grace to the humble.” Every one that is proud

in neart, is an abomination to the Lord.” “He 2:1 nateth a proud look." "A high look and a proud

tart, is sin.” “The proud are cursed.” Pride -in is the parent

le parent of many other vices. It puts on a
felicousand forms; vet. unless subdued by religion,

und in the palace and the cottage. You
y see it displayed in the character of the

prodigal: (Luke, xv. 19, &c.). Has not
Q, which God so much abhors, crept into
Deart? Perhaps it has made you haughty,
In you should have been humble; obstinate,

you should have been yielding; revenge-
hen you should have been forgiving. You
ut it showed spirit, to resent an injury or
D. James, iv. 6. Prov. xvi. 5. Prov. vi. 17. Prov, xxi. 4.

Ps. cxix. 21.

Di fal, when you shoul
Full lought it showed

P. cxxxviii. 6. James,

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54 . YOUTHFUL SINS --- PRIDE. insult; instead of patiently bearing it, like him that we you call your Lord. Perhaps it has filled you be mine with dissatisfaction; when you should have been this all submission. You have thought it hard, in india the day of affliction, that you should be so tried; box and even if you stayed the murmur against God bland die from passing your lips, have you not felt it in the your heart? Pride has probably led you to neg, lect the counsels of wisdom; and to turn a deal ear to those, who wished you well for ever. Vain of the ornaments of apparel, have you not to bestowed more thought on the dress you should the wear, than on the salvation of your immortal soul? and been more concerned about the shape of a coat, or the fashion of a gown or a honnet, than about life or death eternal? Perhaps you all have been one of those, who spend more time 111 surveying their own image in a glass, than foto seeking the favour of their God. Ah! did pride to never lead you to this self-idolatry?: Did it ne maker ver, never fill you with vanity, from the fancy or the

form. Some your possessing a pleasing face, or a lovely forul, td or manly vigour? Ah, foolish vanity! when tre; you must so soon say to corruption, “Thou a my father; and to the worm, thou art my mother 03. and sister !" Yet, foolish as it is, was it never w ar yours? “Where is there a face so disagreeable, conse that never was the object of self-worship I donch glass? And where a body, however deformed, solder cc that never was set up as a favourite idol, by the fallen spirit that inhabits it?”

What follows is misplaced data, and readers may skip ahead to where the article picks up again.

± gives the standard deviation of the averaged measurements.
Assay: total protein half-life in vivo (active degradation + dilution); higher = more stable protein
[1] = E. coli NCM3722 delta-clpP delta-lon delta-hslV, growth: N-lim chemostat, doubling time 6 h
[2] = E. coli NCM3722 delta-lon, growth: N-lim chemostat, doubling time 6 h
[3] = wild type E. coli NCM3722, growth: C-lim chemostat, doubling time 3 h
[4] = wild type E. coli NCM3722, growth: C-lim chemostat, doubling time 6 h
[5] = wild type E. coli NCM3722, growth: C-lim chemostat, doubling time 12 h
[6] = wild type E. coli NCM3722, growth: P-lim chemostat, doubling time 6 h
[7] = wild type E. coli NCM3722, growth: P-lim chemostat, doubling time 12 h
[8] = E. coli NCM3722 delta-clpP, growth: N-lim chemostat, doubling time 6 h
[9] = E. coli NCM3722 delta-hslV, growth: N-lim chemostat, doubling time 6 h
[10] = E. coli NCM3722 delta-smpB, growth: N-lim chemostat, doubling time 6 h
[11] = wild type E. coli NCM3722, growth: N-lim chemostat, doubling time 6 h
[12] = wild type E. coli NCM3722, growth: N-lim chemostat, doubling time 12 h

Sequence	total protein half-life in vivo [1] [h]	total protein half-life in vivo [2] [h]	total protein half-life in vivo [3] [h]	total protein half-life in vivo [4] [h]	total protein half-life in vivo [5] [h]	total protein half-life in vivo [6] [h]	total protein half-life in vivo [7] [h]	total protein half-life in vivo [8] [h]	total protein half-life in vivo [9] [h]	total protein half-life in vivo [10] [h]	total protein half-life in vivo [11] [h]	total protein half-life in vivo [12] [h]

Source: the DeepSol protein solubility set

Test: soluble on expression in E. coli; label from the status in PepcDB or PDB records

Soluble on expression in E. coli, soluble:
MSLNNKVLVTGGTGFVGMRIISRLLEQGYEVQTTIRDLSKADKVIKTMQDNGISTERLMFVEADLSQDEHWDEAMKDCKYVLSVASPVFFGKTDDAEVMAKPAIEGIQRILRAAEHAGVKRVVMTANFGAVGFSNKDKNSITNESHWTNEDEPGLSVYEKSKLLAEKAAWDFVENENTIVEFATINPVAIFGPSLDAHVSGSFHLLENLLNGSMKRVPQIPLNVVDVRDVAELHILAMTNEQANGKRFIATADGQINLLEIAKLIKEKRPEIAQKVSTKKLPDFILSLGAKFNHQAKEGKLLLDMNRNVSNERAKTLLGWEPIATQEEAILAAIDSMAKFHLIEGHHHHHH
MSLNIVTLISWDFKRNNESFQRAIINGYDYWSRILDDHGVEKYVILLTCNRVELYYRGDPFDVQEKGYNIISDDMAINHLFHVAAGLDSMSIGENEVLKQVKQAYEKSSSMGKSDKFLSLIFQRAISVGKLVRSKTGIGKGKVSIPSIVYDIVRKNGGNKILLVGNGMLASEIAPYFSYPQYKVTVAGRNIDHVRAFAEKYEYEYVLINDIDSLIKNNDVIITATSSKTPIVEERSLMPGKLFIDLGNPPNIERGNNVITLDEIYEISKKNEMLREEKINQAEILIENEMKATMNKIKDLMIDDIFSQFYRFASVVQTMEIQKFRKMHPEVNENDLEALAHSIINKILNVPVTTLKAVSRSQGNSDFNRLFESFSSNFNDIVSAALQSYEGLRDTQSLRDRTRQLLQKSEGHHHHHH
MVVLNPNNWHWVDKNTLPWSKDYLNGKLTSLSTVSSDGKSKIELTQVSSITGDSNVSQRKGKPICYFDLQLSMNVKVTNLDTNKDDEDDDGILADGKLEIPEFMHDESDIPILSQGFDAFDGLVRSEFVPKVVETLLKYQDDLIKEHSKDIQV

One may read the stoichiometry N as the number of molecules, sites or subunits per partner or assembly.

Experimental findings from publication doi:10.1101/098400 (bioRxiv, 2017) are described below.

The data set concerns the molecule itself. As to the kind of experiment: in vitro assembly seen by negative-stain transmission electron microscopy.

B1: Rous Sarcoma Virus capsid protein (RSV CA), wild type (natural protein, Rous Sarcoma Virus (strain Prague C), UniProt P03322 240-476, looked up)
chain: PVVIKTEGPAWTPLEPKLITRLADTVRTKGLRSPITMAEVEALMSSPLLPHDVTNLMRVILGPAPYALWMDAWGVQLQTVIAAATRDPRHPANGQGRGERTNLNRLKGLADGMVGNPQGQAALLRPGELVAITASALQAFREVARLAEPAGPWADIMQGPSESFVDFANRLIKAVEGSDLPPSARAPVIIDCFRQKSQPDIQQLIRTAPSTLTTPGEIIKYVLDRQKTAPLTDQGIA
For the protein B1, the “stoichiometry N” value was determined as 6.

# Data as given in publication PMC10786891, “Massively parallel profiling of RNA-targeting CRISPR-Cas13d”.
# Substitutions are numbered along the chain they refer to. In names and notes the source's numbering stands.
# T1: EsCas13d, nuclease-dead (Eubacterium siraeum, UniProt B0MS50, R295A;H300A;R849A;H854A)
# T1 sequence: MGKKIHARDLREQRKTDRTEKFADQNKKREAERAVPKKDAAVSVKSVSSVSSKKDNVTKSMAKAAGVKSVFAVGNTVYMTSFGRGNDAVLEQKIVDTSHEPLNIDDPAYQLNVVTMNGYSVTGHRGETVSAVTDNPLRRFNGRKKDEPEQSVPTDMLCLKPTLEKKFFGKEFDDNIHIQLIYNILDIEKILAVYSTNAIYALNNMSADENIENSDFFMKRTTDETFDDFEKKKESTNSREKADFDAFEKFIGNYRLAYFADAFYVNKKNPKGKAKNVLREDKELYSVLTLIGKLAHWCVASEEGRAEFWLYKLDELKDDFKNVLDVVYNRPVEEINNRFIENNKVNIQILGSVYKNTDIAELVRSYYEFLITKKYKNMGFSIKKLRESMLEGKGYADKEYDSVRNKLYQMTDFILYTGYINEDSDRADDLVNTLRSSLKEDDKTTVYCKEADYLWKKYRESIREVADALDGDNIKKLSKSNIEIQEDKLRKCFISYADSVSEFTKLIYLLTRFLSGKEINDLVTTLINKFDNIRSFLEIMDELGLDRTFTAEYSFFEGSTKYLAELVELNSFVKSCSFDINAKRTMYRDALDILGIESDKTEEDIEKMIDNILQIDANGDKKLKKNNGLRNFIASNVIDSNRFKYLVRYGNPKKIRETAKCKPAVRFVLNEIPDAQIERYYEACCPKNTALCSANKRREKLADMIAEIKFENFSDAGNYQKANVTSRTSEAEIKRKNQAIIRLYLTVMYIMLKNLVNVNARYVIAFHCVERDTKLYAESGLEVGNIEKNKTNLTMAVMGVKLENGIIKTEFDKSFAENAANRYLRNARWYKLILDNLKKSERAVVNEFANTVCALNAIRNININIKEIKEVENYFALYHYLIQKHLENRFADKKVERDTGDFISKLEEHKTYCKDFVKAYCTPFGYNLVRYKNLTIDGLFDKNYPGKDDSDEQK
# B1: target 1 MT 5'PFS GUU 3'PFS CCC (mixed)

Sthat'i § 3. One of the most prevalent, and most baneful kinds of pride is that, which I may term the pride of self-righteousness. Our Lord, auch the parable of the Pharisee and Publican, gives seen the a most striking description of this sin. The whose

DISOBEDIENCE TO PARENTS.

55 2. like Pharisee boasts, that he was not like others; Glide that he had not committed such flagrant crimes barele as they; and that he practised duties which they

hand omitted. On this sandy foundation, his hope for e90 eiemity appears to have rested. Nothing like aunstein humility entered his heart; but, in all the pride fell it of fancied virtue he approached his God. This but to is the exact spirit of multitudes in the present mnach day; and where young persons have been refor F strained from open immoralities, how commonly e roue does it exist among them! It is pleaded, respect

ing them, “ that they are not like many profligate

youth around them; they have not given way Ejest to profaneness and lying: to drunkenness or bir dishonesty: but, they have been kind and duti

r; tender and obliging; have good hearts; and

ood young people.” They may have lived
there all their lives careless of God and their souls;
Edit but, this is not taken into account: others com-
dis mend them
mend them, and they are willing to believe these

nendations. They please themselves with

fancied virtue; think themselves very good
oung persons: and, proud of this goodness, go

d to meet that God, who sees in them ten
ad crimes; and who abhors nothing more,

the pride of self-righteousness in a creature
polluted by daily iniquities.

Another common sin of the young is,
lence to parents. “Honour thy father
ther; that it may be well with thee, and

ų mayst live long on the earth.” This
livine commandment. There is, it is true,
case in which even parents should not be
yed; when their directions and wishes are
posed to those of God: “we ought to obey

Ephes. vi. 2, 3.

that thou mays

mol is the divine comman

til obeyed; when th